Georgia Has Infrastructure Money in the Bank

 

GEORGIA INFRASTRUCTURE BANK: Three years after it was created, Georgia's infrastructure bank has received just four applications for loans from local governments. It awarded only a single loan for $1 million, and has $32 million left in the bank, reports the Atlanta Journal-Constitution . Governor Nathan Deal backed changes that will now let local governments use the money for repair and upkeep, not just new projects. "This is one of the more progressive things that we've done to assist local governments," Deal says.

RAIL REJECTIONS: The fighting over public transit funding continues in Ohio . Governor John Kasich already rejected federal money for high-speed rail and redirected federal dollars originally destined for public transit. Now, Ohio lawmakers effectively have gutted a plan to add a streetcar line in Cincinnati, by barring any state funding for the project, the Cincinnati Enquirer writes. "Of the several dozen being proposed across the United States," adds The Transport Politic , "the streetcar project in Cincinnati is one of the most promising because it connects what is one of the country's most densely built center cities to a major university."

Meanwhile, North Carolina Republicans are looking to follow the lead of Ohio, Florida and Wisconsin in refusing federal stimulus money to build high-speed rail. Seven North Carolina lawmakers are sponsoring a measure, which they say will protect state taxpayers and prevent competition with the state-owned N.C. Railroad, writes the News and Observer . Democratic Governor Bev Perdue opposes the measure. The move comes after the state Department of Transportation announced it will receive $461 million to improve service between Raleigh and Charlotte, according to the Charlotte Observer .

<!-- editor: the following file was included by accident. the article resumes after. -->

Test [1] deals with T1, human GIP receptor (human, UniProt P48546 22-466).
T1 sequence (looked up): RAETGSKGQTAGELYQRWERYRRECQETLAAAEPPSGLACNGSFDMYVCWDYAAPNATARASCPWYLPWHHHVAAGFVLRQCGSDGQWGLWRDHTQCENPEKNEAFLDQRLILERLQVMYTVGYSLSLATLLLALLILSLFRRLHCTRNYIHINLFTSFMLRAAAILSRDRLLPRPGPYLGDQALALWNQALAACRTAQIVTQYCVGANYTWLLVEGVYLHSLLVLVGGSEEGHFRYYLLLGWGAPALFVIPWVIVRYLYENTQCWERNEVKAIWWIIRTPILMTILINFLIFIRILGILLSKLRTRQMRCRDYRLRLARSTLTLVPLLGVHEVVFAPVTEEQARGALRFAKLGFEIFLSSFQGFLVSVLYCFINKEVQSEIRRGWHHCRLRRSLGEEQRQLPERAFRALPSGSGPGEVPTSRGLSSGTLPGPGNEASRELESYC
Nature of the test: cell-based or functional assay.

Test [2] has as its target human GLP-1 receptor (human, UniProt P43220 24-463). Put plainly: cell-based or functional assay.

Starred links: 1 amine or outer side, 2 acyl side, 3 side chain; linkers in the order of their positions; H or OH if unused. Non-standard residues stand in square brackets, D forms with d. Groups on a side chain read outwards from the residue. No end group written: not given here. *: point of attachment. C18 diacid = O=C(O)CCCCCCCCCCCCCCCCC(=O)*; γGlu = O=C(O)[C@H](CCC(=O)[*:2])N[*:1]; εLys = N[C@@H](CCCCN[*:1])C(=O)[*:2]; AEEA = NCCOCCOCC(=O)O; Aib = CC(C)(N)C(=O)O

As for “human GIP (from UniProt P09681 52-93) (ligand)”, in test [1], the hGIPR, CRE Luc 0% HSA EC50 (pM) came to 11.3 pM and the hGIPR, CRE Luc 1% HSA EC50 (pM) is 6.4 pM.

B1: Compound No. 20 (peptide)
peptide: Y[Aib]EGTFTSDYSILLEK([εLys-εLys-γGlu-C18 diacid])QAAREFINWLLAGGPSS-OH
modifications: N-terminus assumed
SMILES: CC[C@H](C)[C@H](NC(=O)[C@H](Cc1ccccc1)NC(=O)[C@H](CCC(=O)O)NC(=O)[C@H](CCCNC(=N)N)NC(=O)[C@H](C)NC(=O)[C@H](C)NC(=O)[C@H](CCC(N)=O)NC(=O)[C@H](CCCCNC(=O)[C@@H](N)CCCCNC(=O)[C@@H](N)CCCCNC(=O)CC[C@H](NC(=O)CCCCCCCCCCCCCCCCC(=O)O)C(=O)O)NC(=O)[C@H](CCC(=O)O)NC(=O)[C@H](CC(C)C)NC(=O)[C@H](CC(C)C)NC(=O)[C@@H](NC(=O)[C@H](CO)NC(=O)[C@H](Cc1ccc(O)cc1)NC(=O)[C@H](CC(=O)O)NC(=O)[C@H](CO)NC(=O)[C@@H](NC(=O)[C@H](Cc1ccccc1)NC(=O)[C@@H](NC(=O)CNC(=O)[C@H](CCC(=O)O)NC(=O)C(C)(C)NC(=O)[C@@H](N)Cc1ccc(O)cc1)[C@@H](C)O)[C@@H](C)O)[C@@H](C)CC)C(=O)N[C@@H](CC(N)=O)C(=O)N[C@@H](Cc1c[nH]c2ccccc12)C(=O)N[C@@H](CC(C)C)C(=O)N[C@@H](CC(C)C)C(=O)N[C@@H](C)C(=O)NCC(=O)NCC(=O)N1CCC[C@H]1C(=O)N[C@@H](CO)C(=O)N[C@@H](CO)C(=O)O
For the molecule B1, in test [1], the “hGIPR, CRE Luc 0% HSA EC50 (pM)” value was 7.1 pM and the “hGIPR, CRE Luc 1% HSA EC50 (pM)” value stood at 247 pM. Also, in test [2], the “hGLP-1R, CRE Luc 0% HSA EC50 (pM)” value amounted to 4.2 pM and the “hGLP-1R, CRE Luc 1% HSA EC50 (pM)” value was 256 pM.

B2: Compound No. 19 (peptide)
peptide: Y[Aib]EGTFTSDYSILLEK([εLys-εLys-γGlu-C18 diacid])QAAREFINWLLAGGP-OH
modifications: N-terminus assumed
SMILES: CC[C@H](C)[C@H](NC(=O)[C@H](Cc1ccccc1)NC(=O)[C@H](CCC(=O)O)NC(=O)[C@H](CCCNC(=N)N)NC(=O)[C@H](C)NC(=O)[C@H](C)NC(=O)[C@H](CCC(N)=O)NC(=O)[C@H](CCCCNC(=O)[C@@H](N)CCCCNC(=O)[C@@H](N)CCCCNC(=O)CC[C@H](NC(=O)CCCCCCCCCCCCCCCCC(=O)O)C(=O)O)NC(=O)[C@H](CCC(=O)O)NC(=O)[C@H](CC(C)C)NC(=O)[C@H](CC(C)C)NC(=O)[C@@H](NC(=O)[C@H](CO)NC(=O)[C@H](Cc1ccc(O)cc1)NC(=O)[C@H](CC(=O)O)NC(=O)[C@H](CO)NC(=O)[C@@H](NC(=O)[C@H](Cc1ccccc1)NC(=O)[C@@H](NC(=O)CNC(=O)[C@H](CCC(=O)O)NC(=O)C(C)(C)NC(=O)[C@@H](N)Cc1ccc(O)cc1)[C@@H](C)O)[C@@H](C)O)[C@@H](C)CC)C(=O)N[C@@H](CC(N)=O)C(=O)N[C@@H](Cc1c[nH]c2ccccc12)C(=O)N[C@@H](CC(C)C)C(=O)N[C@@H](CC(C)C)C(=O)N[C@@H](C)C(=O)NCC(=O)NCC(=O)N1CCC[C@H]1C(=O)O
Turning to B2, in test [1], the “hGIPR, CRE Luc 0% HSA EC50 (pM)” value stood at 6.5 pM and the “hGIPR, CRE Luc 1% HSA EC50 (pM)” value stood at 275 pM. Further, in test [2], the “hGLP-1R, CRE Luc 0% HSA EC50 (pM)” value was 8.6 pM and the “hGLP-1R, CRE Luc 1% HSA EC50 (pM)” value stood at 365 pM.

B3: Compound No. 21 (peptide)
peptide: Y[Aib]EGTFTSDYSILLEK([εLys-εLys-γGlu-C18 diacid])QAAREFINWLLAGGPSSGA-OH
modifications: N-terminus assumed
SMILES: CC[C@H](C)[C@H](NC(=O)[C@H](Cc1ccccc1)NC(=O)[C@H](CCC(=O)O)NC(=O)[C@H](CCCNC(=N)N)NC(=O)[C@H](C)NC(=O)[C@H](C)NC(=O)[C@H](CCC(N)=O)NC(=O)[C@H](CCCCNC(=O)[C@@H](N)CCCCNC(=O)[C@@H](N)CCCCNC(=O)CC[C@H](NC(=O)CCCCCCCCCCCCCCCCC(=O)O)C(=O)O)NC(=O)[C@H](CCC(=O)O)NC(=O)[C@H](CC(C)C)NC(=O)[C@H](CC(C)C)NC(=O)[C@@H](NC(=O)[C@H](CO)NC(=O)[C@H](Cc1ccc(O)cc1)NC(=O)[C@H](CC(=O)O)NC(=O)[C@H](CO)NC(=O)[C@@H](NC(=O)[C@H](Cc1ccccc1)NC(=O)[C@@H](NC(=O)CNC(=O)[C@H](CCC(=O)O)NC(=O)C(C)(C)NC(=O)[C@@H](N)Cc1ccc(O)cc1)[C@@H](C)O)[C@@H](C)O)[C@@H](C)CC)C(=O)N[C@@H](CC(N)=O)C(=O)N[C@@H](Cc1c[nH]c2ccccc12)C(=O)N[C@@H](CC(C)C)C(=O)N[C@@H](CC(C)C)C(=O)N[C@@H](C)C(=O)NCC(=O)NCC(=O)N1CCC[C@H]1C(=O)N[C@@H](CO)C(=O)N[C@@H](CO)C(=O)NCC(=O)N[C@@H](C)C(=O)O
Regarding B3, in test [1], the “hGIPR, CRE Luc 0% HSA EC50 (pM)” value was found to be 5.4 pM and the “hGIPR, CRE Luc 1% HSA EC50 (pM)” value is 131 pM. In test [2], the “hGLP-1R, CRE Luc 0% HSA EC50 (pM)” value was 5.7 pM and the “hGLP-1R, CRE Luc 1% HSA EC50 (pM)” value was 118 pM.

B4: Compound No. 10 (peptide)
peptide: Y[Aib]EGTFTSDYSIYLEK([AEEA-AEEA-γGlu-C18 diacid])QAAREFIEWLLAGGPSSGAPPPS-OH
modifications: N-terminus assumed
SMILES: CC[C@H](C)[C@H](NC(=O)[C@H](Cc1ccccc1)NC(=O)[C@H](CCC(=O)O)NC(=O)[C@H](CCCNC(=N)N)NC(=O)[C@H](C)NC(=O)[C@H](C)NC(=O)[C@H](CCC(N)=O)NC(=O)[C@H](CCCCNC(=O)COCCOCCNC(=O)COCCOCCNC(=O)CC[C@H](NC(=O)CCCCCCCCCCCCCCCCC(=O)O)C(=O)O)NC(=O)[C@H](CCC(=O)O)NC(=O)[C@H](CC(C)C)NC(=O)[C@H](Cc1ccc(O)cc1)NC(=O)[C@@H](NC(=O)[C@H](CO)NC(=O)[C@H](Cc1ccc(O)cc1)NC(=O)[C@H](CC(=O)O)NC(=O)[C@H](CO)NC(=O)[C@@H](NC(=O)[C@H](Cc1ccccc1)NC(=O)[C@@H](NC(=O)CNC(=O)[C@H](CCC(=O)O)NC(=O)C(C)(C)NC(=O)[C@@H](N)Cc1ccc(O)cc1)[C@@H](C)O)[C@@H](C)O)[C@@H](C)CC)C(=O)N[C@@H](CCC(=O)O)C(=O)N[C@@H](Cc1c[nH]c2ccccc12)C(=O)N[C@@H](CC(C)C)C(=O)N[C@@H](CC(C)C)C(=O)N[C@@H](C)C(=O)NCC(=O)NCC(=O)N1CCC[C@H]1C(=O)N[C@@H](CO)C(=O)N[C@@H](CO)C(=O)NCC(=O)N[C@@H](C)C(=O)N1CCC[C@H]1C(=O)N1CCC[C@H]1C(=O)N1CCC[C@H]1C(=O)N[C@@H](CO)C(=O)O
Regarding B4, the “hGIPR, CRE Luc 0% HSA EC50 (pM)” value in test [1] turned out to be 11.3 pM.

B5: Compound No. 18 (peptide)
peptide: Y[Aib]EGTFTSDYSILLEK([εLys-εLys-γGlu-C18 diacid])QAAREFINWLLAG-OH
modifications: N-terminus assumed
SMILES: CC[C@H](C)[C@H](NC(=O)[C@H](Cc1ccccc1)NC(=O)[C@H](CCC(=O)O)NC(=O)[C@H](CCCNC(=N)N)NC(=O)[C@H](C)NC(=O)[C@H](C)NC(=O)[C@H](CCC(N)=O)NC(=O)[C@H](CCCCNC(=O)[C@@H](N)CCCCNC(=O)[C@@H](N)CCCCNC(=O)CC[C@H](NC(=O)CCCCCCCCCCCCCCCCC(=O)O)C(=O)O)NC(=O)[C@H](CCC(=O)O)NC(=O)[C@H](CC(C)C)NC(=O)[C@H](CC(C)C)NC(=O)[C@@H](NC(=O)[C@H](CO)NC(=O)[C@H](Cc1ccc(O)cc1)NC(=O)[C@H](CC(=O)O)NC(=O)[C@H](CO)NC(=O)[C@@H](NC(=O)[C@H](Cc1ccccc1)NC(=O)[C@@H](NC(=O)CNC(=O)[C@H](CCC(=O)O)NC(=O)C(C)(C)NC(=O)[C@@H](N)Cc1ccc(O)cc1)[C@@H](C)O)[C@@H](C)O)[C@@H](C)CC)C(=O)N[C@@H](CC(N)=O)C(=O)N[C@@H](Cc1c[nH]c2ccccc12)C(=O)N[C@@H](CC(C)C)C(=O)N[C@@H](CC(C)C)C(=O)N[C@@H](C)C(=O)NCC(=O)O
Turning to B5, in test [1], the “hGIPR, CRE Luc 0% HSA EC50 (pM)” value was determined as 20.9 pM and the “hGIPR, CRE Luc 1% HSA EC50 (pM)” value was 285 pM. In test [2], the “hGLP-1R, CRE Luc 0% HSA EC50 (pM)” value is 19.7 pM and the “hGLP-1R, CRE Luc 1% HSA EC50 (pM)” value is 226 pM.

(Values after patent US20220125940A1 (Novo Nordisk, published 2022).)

But in Arizona , the state Department of Transportation will develop a statewide rail plan, including a study of whether to link Phoenix and Tucson with passenger trains, the East Valley Tribune reports. "There's a lot that needs to take place before the shovel hits the dirt," an agency spokeswoman told the paper, "but we are certainly glad to be part of a discussion when it comes to rail."

STATE FERRIES: Washington State legislators want to make fewer cuts to the state ferry system than Democratic Governor Chris Gregoire proposed, reports the Kitsap Sun . The House and Senate versions vary slightly, but both rely on fare increases. The Senate would also build a new 144-car ferry. Both the governor and the House called for reduced service as well, although the governor would eliminate more trips, explains Business Week . Meanwhile, a panel in the Hawaii Senate advanced a measure that would revive ferry service for the island state, two years after courts shut down the Hawaii Superferry, reports the Honolulu Star Advertiser . The Hawaii Department of Transportation, however, only offered "lukewarm" support for reviving the service, the paper notes. 

 
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